Dozens of doctors who were prepared to fly on a medical mission to Haiti Saturday night ended up being stranded at JFK Airport. NY1's Natasha Ghoneim filed the following report.
A plane chartered Saturday by members of the Church of Scientology was supposed to bring a group of volunteers to Haiti via JFK Airport. Yet, due to a chaotic boarding process, about 70 doctors, nurses and translators were left behind.
"I think they're doing a good thing. But it wasn't done right today and people have died in Haiti because of it," said volunteer Jake Bevilacqua.
"They need to help us get these pain medications and equipment and antibiotics to the people who are dying, literally," said volunteer Doreen Evans.
Doctors and nurses from as far away as Brazil arrived at JFK Saturday morning with thousands of dollars worth of medicine and medical equipment. They say they were confirmed on the Church of Scientology flight, but during the boarding process they say the passenger manifest was misplaced.
A total of 119 people boarded then the doors of the plane closed, leaving about 70 people behind. The church was worried
the plane would miss its landing slot in Haiti, but the volunteers complained the plane sat at the gate for at least another hour.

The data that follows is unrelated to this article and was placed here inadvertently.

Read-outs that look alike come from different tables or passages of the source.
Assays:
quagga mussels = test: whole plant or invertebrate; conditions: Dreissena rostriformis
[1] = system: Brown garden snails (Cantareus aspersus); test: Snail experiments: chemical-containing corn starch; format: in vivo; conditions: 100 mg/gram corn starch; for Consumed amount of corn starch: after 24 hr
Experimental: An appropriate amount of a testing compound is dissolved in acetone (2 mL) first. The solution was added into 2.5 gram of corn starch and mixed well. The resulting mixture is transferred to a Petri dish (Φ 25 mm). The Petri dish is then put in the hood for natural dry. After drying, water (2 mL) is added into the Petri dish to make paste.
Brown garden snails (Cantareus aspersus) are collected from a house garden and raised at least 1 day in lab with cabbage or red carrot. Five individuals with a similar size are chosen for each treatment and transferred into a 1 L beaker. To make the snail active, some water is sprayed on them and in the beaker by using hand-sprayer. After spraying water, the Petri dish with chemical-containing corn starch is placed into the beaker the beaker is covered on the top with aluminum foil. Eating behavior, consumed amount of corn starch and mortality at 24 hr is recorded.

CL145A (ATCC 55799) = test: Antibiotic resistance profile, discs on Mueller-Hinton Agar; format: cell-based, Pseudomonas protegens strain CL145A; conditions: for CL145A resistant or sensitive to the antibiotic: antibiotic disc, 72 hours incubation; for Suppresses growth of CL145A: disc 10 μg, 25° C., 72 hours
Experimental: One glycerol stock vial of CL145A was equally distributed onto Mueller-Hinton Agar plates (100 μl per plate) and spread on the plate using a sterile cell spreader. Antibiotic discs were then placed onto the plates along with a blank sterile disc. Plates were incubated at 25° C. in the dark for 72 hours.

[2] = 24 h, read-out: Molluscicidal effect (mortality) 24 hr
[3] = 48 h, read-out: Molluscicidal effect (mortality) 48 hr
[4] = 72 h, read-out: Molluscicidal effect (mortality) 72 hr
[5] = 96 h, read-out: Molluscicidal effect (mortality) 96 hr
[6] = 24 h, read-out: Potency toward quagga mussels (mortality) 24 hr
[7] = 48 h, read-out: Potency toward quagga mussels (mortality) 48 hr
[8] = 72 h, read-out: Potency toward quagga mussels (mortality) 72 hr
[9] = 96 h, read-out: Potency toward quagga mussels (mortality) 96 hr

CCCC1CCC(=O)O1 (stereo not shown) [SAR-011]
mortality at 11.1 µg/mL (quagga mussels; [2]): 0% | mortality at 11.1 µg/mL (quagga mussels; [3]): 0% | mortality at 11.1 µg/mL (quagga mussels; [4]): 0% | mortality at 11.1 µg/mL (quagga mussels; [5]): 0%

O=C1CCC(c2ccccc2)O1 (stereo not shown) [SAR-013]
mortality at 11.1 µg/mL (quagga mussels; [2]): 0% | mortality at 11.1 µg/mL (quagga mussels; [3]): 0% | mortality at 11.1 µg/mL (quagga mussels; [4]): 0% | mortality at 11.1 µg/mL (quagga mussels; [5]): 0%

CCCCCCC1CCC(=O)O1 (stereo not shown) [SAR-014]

"We had people coming late. We had people whose names weren't on the manifest. Maybe the administration was not exactly correct. Maybe we should focus on the 119 people who were on that plane and did get down to Haiti," said John Carmichael of the Church of Scientology.
Carmichael says this was the church's third flight to Haiti. Last Sunday, they flew down members of the Bedford-Stuyvesant Volunteer Ambulance Corps and Haitian doctors from the New York area.
"We're going to work on this to the best of our ability to come to a solution and make sure they get their chance," Carmichael said.
The volunteers are just hoping their good intentions materialize into desperately needed good deeds for the people of Haiti.
"We arranged everything in our lives to go down. We know ghat the need is great. We want to be helping and it's frustrating not to be able to get there," Bevilacqua said.
A big concern is what will happen to the thousands of dollars of donated medical equipment and medicine that made it onto the plane without the doctors who supplied them.
Volunteers say they are worried that if they are not in Haiti to claim them, they will get lost, stolen or go to waste. One nurse NY1 spoke to says he's been able to hitch a flight down to Haiti with another relief organization. The others say they're praying they can do the same.